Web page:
I enjoy reading Leonard Pitts columns, he is a very thought provoking writer, but the other week he wrote a column titled “Marines’ ignorance should alarm us all,” which I found a little disturbing.
In this piece, he discusses two incidents which he suggests puts on display the ignorance of the Marines.
The first incident involves a group of Marines seen displaying a flag which resembles the notorious Nazi SS organization. This picture was taken in Afghanistan in 2010.
Jewish officials renounced this incident as “beyond the pale,” and Pitts accuses the Marines of being ignorant of our history and the symbolism of the Nazi flag.
Pitts goes on to say “that most seniors in college — our best and brightest — could not answer basic questions about American history.”
Pitts fails to realize that many soldiers have written American history with their blood instead of ink.
When I enlisted in the U.S. Army in 1966, the soldiers I marched with, in fact, did not have a lot of college experience at all. The Bill Clintons and many lacking bravery were off to England or some classroom so they might avoid those hazards of war.
The young, the poor, the unemployed were usually the ones marching off to battle. They were not college educated, but smart and brave nonetheless.
When I think about Marines, I think about a noble warrior, and I think about their sacrifices at Iwo Jima, Okinawa, and the Bataan Death March. Ever hear of those, Leonard?
When I think about American history, I think about those 400,000 American military deaths in World War II, which helped to liberate those Jewish death camps and restore peace on our globe.
When I think about those Marines with the double SS on their flag which they said stood for “Scout Sniper,” I think about a bunch of young soldiers ready to protect the world.
Although the best judgment was not used in the design of this flag, I suspect that those same Marines would offer up their lives to protect Israel’s sovereignty today should our country require it. That is hardly anti-Semitic.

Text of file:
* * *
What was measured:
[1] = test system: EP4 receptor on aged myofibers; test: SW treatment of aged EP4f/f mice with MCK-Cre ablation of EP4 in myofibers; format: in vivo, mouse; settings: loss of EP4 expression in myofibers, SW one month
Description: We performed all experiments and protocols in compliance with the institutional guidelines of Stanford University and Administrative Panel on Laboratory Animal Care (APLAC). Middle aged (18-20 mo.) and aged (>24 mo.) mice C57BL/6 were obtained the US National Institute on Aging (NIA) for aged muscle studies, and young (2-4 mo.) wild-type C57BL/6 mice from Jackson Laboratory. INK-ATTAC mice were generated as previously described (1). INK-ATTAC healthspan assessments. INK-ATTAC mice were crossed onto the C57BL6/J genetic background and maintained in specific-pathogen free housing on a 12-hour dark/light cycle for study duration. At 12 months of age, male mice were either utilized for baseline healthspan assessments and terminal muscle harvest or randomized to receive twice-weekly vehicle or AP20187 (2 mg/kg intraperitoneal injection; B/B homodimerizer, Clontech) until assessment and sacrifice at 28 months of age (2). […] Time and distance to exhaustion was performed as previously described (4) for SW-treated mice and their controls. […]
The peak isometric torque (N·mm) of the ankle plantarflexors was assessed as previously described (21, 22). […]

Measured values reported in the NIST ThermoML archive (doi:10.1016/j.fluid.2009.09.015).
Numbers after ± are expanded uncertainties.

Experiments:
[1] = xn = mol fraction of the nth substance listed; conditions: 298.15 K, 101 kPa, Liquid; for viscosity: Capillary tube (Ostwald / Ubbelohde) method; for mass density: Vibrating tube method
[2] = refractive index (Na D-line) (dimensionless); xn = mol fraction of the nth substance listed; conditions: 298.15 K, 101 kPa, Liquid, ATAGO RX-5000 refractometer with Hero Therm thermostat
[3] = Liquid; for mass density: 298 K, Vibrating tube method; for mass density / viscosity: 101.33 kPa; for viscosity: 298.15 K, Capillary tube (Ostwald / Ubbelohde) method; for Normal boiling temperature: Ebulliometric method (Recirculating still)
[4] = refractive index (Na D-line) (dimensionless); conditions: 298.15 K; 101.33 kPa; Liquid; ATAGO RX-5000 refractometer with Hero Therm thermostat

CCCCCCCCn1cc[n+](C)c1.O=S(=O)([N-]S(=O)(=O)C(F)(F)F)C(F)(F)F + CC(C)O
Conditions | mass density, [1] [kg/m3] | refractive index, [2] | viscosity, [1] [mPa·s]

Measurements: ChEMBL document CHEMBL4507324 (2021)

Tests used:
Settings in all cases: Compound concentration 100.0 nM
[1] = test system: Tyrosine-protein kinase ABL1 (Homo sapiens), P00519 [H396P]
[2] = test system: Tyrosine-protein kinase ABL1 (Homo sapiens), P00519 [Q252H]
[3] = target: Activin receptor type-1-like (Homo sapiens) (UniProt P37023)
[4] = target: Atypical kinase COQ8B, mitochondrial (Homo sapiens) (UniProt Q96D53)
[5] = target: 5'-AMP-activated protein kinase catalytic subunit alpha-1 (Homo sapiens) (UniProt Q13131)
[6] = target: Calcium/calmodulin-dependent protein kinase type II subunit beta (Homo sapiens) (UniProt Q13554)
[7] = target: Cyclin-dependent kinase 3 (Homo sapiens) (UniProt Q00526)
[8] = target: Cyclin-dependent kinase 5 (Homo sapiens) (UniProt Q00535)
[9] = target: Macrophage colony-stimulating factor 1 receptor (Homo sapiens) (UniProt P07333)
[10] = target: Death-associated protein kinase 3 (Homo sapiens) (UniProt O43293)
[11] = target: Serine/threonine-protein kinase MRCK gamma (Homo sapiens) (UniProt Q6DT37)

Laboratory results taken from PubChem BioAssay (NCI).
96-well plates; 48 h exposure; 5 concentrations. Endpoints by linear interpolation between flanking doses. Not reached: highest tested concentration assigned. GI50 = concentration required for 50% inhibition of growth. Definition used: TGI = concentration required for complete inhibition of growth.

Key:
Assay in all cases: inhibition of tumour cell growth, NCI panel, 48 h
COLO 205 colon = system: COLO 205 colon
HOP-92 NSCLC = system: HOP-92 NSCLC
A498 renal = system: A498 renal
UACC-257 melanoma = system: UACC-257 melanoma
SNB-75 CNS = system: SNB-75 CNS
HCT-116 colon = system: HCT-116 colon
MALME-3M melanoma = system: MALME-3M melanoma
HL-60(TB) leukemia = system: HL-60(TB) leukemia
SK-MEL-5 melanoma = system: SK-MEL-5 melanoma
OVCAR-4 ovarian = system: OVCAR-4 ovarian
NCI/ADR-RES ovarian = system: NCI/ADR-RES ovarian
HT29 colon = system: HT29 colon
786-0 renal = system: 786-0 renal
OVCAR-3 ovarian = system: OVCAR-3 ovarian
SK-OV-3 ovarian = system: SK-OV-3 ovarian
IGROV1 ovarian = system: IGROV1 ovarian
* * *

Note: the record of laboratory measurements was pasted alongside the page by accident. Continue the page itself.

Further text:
You Marine snipers need a flag? Here’s an idea:
When I visited Graceland some years ago, I bought a hat with an Elvis symbol on it. The symbol was a “lightning bolt” surrounded by the letters T-C-B.
Do you know what that means?
It means “Taking Care of Business in a Flash.” Elvis, a true Patriot, would be proud of you Marines!
Pitts also was very critical of the second incident involving the Marines. He referred to a picture showing several Marines urinating on some dead Taliban soldiers.
That, too, is disgusting, but then again there’s not much “civil” about an “uncivil” war.
If Leonard would have taken a few more psychology courses, he might understand the stresses of war and how it might influence one’s behavior in a bad way.
As I examined some other degrading behavior, I tend to think of two dead American soldiers instead of those Marines that Pitts mentions.
Kristian Menchaca and Thomas Tucker were two members of the 101st Airborne unit serving in Iraq in June 2006 when they were kidnapped, tortured and killed.
Their dead bodies were decapitated, their eyes gouged out, genitals removed and human parts strewn about the foreign countryside and affixed with booby trap explosives.
Perhaps if Leonard wants to discuss real war abuses, he can take a look at those pictures and write an article about the kindness of our enemy.
That story should reflect some American history we should never forget.
I used to recite some Geneva Convention rules when I was in the Army, and quite frankly, I always wondered if ever taken captive if the enemy would follow those same rules that I was supposed to. I didn’t think they would.
War is “hell,” Leonard. I wouldn’t advise going if you don’t want to see some “unpleasant” things.
If you do go, get in a foxhole with a Marine. It’ll be a lot safer there.
Lloyd “Pete” Waters is a Sharpsburg resident who writes columns for The Herald-Mail.